So I participated in two separate competitions recently, them having nothing to do with each other, which also explains why I have basically disappeared off the internet for a week or so. It’s not something I do very often, but it does happen from time to time. One of them I won, over ~ 10 other contestants as an individual, and the other one I lost, as part of a team, to another team. The one I won was me doing something I’m very passionate about, but ended up not giving enough focus on the end product. The one I lost was me doing something I don’t enjoy very much, but ended up putting a lot of effort. I suppose I can use this to gauge just how much passion means to me on a micro scale, but that’s not what I’m here for.
The feeling of having lost a competition, whether directly or as part of a group, is received differently by people. I have to specify that this does not at all cover luck-based raffles or such triviality. My feelings of losing, not so much of winning, is the same across the board, whether or not I actually put a lot of effort into the result or not. I always do something I feel that is just enough to win, and I’m wrong quite often. However, many take losing much more, or less, seriously. There’s always a degree of humility and social practices that has to be taken into account, as many would much rather not outwardly display the full extent of their emotions when it comes to the result. I am one of them, although to a lesser extent of being polite but more of being far too self aware. That is, however, when we get to this phrase “sore loser”.
The person(s) who lost should be called a loser(s). I’m sure decades of feel-good baby boomers propaganda has somewhat shaped people’s perception differently, but I am pretty sure I was a loser. That is the definition of the word, and I am ashamed to admit that it hurts somewhat. Sure, saying I had high hopes of winning from the start would be a bit of a stretch, but saying I did not care at all is definitely not true. In the end, I lost, and I did not at all feel good about it. However, it made me ask myself: am I what is called a “sore loser”. Did I think my team should have won? Yes. Did I think the judges made the wrong decision? I don’t know. Did I think the other team could have not done better than what I did? Absolutely not. I have excuses, but I don’t actually have anyone to blame for the loss. Why did we lose? To this day I don’t know, nor do I intend to find out.
They say it’s a behaviour of bad sportsmanship if you don’t accept the loss fully. Believe me that I know fully well what a truly bad mannered competitor is capable of saying, being a part of many team competitions, both sports and video games mind you, throughout the years. People are willing to shift blames at an astounding rate, as such I have grown resilient to such bullshit. It would be too much of a conformist opinion if I were to end there, however. Sometimes, things happen. Randomness happens, sub-obtimal change in environment of competition happens, unforeseeable changes occur all the time. When it comes to a team context, however, this is taken into an entirely different level. People win or lose as a team, but they cannot possibly make contributions everything to the success of the team, thus if the team loses, they cannot all take the blame. There are times when the mistake made is quite obvious, and we then see the person responsible being verbally lynched, essentially. Other times, things are not quite as transparent, and no one feels like it was them who made the wrong call, who did the wrong move, who reacted wrongly. It’s hard to be able to accept the truth, that you might have been responsible. It takes quite the person to be able to gauge yourself objectively after a result.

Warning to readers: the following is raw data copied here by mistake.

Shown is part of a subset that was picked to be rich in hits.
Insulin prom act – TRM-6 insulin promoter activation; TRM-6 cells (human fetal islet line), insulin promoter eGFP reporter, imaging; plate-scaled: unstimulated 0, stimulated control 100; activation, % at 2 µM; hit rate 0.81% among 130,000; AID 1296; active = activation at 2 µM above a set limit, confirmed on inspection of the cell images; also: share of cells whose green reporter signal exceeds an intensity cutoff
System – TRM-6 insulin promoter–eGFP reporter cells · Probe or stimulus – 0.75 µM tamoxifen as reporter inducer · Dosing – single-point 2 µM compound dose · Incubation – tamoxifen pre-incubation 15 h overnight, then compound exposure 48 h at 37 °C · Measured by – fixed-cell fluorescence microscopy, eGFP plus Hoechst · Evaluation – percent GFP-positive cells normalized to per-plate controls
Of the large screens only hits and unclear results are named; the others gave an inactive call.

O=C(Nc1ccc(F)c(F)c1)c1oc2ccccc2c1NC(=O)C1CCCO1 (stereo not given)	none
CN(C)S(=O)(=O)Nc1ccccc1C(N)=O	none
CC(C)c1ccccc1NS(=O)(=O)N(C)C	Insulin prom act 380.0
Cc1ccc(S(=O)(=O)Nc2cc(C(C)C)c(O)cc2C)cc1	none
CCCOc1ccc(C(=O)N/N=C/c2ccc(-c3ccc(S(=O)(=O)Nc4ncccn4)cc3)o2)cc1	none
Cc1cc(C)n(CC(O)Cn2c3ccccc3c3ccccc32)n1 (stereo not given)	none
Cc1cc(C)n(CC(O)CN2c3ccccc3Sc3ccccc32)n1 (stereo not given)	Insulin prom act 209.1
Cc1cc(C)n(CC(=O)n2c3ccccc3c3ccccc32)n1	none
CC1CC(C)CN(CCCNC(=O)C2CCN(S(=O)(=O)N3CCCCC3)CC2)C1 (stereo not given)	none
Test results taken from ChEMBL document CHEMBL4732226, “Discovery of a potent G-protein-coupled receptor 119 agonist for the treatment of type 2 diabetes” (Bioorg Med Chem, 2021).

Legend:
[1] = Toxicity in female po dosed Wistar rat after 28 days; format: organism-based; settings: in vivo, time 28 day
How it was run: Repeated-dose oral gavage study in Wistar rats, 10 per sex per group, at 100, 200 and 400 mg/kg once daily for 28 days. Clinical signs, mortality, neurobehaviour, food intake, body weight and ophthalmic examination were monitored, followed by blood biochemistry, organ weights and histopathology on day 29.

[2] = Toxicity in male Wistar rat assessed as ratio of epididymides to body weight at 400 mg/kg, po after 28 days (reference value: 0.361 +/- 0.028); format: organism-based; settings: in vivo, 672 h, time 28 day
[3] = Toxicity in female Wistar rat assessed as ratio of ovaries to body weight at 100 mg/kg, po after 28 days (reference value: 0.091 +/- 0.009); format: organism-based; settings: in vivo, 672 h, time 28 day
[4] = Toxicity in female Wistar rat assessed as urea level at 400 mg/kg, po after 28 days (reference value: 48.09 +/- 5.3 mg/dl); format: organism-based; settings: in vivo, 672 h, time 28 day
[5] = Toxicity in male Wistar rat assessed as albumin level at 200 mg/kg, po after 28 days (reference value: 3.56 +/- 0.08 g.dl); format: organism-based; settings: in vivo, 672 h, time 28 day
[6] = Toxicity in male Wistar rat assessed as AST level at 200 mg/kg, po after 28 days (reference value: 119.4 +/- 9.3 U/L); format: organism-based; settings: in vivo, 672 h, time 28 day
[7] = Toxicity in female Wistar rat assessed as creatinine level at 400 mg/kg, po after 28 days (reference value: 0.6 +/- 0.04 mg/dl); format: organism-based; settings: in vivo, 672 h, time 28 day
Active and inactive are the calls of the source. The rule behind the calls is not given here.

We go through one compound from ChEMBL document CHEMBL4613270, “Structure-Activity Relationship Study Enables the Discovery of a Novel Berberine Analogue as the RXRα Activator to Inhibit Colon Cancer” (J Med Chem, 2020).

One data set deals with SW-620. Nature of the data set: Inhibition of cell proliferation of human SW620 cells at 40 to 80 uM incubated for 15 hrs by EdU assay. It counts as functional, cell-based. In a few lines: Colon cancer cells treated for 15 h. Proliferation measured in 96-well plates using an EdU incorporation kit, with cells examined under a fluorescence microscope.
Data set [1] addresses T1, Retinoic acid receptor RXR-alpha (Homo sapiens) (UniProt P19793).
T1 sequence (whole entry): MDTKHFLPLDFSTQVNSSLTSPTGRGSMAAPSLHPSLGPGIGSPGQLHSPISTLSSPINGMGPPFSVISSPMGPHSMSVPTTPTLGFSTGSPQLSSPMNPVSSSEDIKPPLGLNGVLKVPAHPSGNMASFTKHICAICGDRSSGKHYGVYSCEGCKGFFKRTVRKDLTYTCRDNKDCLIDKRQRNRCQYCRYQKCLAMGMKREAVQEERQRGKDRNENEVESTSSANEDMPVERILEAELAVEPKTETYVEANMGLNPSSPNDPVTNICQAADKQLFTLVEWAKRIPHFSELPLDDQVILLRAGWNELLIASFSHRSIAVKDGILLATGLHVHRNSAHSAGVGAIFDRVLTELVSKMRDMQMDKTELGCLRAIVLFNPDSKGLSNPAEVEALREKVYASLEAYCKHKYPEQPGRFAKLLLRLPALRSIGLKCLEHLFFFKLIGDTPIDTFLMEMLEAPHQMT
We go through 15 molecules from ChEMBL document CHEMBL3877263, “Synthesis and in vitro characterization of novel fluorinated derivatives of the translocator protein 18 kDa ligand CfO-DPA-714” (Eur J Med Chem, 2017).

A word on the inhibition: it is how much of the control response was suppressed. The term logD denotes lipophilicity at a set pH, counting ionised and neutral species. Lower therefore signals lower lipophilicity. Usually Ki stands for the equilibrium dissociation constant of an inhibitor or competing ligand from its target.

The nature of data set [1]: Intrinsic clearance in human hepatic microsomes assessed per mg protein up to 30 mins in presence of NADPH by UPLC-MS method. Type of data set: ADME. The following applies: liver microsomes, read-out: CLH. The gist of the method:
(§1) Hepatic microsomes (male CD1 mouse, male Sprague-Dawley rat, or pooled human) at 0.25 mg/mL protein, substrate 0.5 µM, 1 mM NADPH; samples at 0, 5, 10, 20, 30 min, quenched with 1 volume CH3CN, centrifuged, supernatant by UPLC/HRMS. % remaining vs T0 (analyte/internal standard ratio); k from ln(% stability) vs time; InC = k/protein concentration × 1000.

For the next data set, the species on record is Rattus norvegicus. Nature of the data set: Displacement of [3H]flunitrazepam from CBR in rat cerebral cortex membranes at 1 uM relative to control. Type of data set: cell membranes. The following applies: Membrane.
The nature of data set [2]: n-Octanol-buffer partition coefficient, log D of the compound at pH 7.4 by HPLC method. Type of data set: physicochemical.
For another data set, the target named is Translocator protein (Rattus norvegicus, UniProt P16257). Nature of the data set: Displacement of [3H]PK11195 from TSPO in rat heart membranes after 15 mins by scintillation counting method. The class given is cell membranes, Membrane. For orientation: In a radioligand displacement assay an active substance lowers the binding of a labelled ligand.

But what if they’re right?
What if it really wasn’t their fault? What if a coin flip essentially decided the end result? What if it really was their teammate being under-par, and there was nothing they could have done? As bitter as they might sound, if it is really the truth, then why are they still being called “sore loser”, which has never been anything less than a negative term. They are deemed to be bad-mannered, whereas others would have accepted the defeat more gracefully. No one has ever looked back at the process. Sometimes people are told they should not mess with the results should it be fair, regardless of whether or not they “deserved” it or not, because the result cannot change. If that is so, then what are they supposed to do? Moving on with their lives is the easy way out, I suppose, and many would like to see others taking the same stance. However, explaining yourself to shield from criticism, especially when they are unwarranted, should not be a bad thing. It merely speaks to the greater truth, which is a concept so woefully lost, because it takes people out of their comfort zone. We have become so aggressively passive in acceptance, that as far as a non-scientific construct is concerned, the truth is no longer important. What apparently is important is to push others forward, to shift things back to the status quo, so everyone can go back to doing the same thing they do everyday, and has been doing for years and years.
I would call in complacency, but that would somehow imply that’s not a natural part of being humans. The virtues we made for ourselves far exceed the capacity of influence on the masses, but maybe that’s all it’s good for.